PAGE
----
Only education — together with politicians, judges, policemen and teachers with the courage to force feral humans to obey rules the rest of us have accepted all our lives — can provide a way forward and a way out for these people. They are products of a culture which gives them so much unconditionally that they are let off learning how to become human beings.

My dogs are better behaved and subscribe to a higher code of values than the young rioters of Tottenham, Hackney, Clapham and Birmingham. Unless or until those who run Britain introduce incentives for decency and impose penalties for bestiality which are today entirely lacking, there will never be a shortage of young rioters and looters such as those of the past four nights, for whom their monstrous excesses were ‘a great fire, man’.

“The truth cannot be told and be misunderstood.”

Education; Teacher Cheaters in Pennsylvania!

August 7, 2011 1 comment

I have a friend who is a teacher. She told me after reading my prior post on the Atlanta Teacher Cheaters, “Teachers shouldn’t be judged so harshly. Too much is expected of them. They have too much on their plate.” Stunning!

Why are we making excuses for teachers who are unable to educate their students without cheating them and stealing their futures? Who do the teacher unions speak for in this appalling 11 year intellectual theft?

The New York Times reported on July 31 that Pennsylvania joined the many states whose teachers are involved in a massive teacher cheating scandal involving 89 schools, 28 of which are located in Philadelphia, whose inner city children are mostly black. If, like Atlanta, this has been going on since 2000, think of the drastic, mind numbing consequences for these students who have been allowed to cheat and actually were assisted by the teachers in their cheating!

This is 2011. This cheating began in 2000 and eleven years later these students, who were robbed of their future by these teachers, have been out of school for 6 years. Where are they now? What are they doing? Where do they live? What glorious dreams do they have? Who stands for them?

Let’s look at Teacher Cheaters from the perspective of the student. Let’s call him Nate. He is a minority student in the Atlanta or Philadelphia school system and in the eighth grade. When he entered the eighth grade he was not performing at his grade level. It is the end of the year and he is being tested by his teachers to see if they brought him to grade level or above. He is too young to understand the terrible consequences for his future if he is passed on without certain scholastic proficiencies. At this time in his life he does not think of his future. He does what his teacher directs him to do and if the teacher teaches him how to cheat that is what he learns how to do well. He cannot read nor do mathematical skills at his grade level, but he does become proficient in cheating as taught to him by his Teacher Cheaters.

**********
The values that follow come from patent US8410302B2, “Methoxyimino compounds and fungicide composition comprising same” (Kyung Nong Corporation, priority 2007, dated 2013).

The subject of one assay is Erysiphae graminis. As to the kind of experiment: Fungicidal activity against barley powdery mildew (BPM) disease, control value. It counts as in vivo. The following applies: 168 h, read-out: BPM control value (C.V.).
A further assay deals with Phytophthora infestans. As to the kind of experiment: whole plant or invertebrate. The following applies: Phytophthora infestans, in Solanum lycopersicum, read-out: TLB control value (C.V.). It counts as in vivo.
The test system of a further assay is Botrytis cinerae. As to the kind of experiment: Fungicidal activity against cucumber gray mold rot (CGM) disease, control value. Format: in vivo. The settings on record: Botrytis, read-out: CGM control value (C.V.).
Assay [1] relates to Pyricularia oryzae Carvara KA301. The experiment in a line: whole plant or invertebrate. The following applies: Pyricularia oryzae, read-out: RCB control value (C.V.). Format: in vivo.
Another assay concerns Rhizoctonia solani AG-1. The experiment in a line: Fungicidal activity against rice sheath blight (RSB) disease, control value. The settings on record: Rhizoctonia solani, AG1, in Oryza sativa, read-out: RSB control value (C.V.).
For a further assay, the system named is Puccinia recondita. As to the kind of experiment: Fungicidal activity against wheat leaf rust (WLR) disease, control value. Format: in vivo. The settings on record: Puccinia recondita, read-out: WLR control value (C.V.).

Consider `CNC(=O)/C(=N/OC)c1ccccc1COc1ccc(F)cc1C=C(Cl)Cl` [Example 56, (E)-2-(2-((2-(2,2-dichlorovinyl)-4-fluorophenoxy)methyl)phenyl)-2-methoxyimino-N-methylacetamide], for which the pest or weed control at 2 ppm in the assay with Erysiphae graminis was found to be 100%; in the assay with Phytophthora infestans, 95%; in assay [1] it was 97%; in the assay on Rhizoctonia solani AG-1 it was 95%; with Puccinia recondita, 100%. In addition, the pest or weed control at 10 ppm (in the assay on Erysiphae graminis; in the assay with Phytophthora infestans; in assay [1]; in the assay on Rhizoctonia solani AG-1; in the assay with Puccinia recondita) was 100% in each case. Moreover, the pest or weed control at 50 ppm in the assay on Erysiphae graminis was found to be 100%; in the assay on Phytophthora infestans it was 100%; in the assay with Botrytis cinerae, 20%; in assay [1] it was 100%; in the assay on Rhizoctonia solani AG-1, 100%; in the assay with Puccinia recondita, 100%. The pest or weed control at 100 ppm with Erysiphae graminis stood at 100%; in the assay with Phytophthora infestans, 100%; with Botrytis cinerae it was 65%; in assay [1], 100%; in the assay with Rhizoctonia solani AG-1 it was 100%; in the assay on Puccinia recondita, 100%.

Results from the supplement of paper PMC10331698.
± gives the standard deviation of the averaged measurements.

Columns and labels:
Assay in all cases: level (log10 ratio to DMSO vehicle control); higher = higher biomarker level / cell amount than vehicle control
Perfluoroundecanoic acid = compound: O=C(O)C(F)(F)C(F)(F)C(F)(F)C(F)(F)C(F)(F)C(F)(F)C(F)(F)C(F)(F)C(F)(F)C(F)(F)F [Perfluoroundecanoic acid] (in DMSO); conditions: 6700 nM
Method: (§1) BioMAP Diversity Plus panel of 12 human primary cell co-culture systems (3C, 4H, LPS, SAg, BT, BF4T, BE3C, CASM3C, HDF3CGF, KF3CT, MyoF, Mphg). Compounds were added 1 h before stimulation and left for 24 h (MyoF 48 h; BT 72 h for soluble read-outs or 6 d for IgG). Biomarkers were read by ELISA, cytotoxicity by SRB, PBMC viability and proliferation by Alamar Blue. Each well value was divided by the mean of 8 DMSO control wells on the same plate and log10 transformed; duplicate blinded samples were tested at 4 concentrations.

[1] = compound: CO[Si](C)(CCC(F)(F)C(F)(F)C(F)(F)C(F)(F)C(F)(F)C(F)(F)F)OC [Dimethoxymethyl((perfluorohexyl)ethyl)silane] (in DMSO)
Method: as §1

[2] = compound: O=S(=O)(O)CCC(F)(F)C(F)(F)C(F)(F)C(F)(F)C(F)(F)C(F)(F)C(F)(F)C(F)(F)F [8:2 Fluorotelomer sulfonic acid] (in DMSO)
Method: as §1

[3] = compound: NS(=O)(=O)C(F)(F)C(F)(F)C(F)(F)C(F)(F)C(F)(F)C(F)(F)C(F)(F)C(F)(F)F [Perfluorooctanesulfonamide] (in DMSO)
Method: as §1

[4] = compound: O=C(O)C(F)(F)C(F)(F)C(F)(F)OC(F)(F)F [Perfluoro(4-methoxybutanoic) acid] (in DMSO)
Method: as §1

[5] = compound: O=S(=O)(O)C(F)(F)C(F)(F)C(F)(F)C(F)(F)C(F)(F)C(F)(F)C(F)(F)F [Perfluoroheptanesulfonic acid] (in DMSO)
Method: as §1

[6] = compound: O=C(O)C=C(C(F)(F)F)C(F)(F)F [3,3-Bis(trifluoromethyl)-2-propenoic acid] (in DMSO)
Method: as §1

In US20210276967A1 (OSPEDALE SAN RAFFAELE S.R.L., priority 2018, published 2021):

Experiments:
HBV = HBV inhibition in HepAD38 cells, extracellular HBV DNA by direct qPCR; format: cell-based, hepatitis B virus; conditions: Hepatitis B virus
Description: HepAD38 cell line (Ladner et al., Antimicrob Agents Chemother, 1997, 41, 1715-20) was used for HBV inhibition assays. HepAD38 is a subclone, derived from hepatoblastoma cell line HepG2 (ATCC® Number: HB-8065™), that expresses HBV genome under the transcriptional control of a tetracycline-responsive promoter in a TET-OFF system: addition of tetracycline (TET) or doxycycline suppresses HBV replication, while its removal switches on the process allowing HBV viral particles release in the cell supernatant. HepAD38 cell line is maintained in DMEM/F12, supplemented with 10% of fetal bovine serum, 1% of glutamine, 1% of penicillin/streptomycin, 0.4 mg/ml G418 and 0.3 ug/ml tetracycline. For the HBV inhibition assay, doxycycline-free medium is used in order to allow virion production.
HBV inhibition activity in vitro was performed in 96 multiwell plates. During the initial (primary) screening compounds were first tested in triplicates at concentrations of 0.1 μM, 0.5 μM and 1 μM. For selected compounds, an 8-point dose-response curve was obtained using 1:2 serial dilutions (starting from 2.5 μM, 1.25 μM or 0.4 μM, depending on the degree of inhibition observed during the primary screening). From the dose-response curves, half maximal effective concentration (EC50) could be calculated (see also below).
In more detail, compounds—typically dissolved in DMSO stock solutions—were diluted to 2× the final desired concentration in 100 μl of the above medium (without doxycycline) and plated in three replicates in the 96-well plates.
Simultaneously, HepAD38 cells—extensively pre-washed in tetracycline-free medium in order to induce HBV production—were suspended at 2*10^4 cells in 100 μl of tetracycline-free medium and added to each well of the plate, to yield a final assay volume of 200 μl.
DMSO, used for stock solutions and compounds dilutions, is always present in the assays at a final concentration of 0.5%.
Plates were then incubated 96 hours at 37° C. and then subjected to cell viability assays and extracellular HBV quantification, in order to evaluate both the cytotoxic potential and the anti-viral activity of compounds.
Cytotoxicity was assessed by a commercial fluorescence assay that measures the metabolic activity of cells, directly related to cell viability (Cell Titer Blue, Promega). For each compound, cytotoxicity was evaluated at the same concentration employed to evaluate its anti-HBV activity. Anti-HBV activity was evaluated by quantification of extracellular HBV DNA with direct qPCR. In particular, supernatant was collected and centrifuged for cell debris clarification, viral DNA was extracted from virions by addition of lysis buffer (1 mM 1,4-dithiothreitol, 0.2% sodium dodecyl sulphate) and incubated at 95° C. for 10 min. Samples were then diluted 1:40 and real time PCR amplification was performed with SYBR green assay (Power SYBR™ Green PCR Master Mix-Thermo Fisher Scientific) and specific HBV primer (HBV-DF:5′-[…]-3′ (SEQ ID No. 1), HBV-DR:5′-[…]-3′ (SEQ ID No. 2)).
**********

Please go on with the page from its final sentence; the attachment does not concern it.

Nate is passed from one grade level to another with the assistance of the Teacher Cheaters and he graduates with a diploma, which he can barely read. Or worse, he may have dropped out of school. Nate needs a job because he is now 18 years old. His parents have given him the boot and told him to support himself. He can’t read well; he can barely do the most basic math skills; and his spoken language is unintelligible or filled with the most deplorable grammatical speech patterns, which condemn him to a life of poverty, crime or flipping hamburgers at McDonald’s for minimum wage. It was told to me once, “The spoken language is what determines your class, prosperity and success in life.” This subtle influence that plays upon the ear is as true as the sun rising in the morning.

Nate is doomed. He never had a chance. His Teacher Cheaters got their bonuses, promotions, and Federal Funding for 11 years as Nate struggled to make sense of his time in their prison.

Never before have teachers had so many reasons to cheat. Student scores are now used to determine whether teachers and principals are good or bad, whether teachers should get a bonus or be fired, whether a school is a success or failure. If the Teacher Cheaters were doing what they were hired to do there would be no reasons to cheat. Is this broad based scandal foreshadowing the wholesale incompetency of teachers, administrators, and unions? Are they covering up this horrible crime against the youth of our nation? If they are doing what they are paid to do there would be no reasons to cheat.

Instead of accepting responsibility for their crime against Nate, teachers are finger pointing towards a host of others, which I find irresponsible, time consuming, and unproductive! When they cheat a student they cheat the entire country. I am so happy I home schooled our sons. They are now very successful young men who can read, speak articulately, and add, subtract, divide and multiply.

“If a seed of a lettuce will not grow, we do not blame the lettuce. Instead, the fault lies with us for not having nourished the seed properly.”

 Buddhist proverb